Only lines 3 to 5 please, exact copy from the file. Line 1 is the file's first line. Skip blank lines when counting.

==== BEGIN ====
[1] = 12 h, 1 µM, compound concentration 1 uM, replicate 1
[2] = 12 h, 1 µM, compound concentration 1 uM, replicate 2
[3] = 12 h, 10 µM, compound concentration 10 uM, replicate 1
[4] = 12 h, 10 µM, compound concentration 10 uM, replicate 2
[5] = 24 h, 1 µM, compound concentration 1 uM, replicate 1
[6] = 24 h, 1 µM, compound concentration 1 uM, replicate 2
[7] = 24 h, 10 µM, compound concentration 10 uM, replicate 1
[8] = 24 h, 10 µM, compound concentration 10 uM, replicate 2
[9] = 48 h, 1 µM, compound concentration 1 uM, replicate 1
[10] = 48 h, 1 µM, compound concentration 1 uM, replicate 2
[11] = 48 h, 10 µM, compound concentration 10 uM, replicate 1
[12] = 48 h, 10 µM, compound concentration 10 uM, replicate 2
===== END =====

[3] = 12 h, 10 µM, compound concentration 10 uM, replicate 1
[4] = 12 h, 10 µM, compound concentration 10 uM, replicate 2
[5] = 24 h, 1 µM, compound concentration 1 uM, replicate 1